At night I think of going out into the warm air and down to the corner of Arrow and Indian Hill, or further south, and watch for the souls who fill the shadows, the night people. I talk to the clerks, the waitresses who work late shifts, liquor store people, maybe get a room at the Ramada or one of the hotels near the freeway.
These days are spent wandering around, driving in my Jeep, picking up items that may or may not be useful; groceries and prescription medications, magazines, cigarettes, trips to the surplus store buying socks and trying on hats of all shapes and styles, picking through piles of outdoor gear, back packs, shooting bags, fondling knives and compasses, outdoor pots and pans and cooking utensils, looking at camp grills and stoves, gas and butane stoves, little burners that spew blue angry flame at all altitudes and temperatures, survival equipment like cord, twine, plastic tarps, water storage containers, and then the hours and hours checking websites for tips on guns, knives, the endless chatter of survivalists whistling in the dark over doomsday scenarios, financial meltdown, when to shoot intruders, what kinds of weapons will be best suited for zombie kills and defending one’s family and property. The survival crowd has become a cult of fanaticism of disaster preparedness morphing into long threads over urban survival and how to guard against pilfering and theft and wandering bands of gangs intent on stealing food and ammo, guns and weapons, on and on with one-ups-manship laughing and taunting each other in chat-speak lingo over selections of urban tactics, bug out bags and vehicles that can go the distance in earthquake-torn terrain. Specifics and details of four wheel drive capability and frame strength, power-to-weight ratios of engines versus body styles, traction requirements of tires in all weather conditions—-snow, ice, rubble, debris—-lots of macho spewing over adequate rifle range and how large their rural bug-out-locations are in acres, proximity to fuel, fire wood, water, neighbors, fences, barriers, sensing devices, hand guns and long guns, shot guns and night stand weapons kept at the ready.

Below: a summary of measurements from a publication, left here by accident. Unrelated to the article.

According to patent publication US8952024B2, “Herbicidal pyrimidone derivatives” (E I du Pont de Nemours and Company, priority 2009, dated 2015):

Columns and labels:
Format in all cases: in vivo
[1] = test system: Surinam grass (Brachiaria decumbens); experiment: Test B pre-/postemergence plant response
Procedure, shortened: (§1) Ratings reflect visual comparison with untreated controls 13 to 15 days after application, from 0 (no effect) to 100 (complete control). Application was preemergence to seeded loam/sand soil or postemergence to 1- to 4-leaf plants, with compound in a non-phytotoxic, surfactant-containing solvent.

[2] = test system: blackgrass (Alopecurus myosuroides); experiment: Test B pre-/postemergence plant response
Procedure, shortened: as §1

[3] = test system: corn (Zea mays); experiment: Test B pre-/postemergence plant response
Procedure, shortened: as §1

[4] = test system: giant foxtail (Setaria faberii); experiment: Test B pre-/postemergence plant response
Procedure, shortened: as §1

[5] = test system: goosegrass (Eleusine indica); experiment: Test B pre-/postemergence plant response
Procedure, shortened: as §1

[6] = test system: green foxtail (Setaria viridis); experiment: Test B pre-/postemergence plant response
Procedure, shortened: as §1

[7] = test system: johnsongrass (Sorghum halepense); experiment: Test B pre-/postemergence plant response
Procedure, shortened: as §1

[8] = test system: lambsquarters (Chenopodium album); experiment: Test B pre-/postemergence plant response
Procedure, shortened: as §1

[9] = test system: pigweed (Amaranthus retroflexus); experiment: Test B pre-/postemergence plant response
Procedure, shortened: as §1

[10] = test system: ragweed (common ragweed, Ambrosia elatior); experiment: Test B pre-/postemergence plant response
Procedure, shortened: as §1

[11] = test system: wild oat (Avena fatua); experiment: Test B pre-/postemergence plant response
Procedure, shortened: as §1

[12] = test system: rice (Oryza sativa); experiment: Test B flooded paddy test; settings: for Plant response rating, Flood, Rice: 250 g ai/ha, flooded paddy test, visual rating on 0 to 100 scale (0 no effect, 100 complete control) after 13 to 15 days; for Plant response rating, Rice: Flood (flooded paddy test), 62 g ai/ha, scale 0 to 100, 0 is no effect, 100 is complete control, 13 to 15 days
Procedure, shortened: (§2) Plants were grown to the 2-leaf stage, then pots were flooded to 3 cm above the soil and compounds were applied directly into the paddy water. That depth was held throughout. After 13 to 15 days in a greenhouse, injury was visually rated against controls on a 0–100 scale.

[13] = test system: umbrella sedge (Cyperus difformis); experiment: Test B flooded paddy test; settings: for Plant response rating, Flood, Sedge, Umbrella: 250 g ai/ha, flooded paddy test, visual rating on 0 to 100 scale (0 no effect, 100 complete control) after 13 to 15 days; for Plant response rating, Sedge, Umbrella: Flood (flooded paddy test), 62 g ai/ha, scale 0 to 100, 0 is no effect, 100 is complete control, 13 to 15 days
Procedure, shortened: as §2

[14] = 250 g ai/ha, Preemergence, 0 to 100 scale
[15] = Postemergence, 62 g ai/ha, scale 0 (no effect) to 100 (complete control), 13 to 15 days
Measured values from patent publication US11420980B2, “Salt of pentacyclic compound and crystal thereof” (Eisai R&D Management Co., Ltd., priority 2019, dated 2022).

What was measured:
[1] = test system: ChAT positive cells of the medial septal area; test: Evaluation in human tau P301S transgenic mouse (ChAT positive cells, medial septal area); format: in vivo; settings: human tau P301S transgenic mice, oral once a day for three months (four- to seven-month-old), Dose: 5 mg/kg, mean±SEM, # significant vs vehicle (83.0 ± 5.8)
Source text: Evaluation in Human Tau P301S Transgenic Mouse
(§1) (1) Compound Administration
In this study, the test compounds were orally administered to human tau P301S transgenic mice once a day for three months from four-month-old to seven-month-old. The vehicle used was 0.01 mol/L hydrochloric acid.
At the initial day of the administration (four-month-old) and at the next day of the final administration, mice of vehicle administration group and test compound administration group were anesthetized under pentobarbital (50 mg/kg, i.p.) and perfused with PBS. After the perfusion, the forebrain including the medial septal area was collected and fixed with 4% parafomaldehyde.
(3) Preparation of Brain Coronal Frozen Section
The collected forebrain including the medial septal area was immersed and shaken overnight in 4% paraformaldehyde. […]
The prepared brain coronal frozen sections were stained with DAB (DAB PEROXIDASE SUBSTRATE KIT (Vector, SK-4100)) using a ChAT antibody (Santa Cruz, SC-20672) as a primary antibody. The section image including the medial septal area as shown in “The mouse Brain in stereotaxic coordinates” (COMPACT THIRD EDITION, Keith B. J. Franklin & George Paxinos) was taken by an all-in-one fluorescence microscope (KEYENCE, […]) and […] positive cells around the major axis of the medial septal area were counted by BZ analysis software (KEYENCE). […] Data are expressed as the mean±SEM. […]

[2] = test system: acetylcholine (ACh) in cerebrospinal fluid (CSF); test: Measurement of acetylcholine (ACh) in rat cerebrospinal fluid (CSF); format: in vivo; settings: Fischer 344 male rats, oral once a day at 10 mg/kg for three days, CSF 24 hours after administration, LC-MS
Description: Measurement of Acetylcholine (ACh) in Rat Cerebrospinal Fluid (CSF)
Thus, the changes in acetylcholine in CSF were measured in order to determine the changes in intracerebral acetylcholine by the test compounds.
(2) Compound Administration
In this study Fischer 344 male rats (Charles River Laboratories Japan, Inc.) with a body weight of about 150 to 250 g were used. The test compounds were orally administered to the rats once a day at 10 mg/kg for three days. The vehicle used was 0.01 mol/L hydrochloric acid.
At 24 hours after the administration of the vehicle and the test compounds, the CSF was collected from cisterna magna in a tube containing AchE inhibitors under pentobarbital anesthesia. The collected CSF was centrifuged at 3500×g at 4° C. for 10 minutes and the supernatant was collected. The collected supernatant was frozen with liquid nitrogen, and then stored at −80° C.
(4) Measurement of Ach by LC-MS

I watch the night, listen to howls of coyotes and the haunting trains that launch out and down the track, coast to coast, rolling on and on and on.
Around six o'clock in the evening the next day I go down to the Panda and have Chinese fast food. The cute girl handles my order. She smiles and says ‘hello, how are you?’ I sit down in the back corner and she comes down right by me and takes a box of fortune cookies to the table and spends a few moments cutting open the box. I think about helping her, getting my knife out and cutting it for her. A few minutes later she comes back and sits down at the table facing me and talks in Chinese on her cell phone. She is beautiful and her voice has a clear tone with the Chinese language, and I don’t understand any of it. I don’t listen, but I look up at her a couple of times. They are all so nice to me, it is good to hear them speak their languages and sometimes, they tell me parts of their stories.
The girl at the Chinese fast food place, she spoke of her homeland China a couple of weeks ago, and her city, Ziangzhou.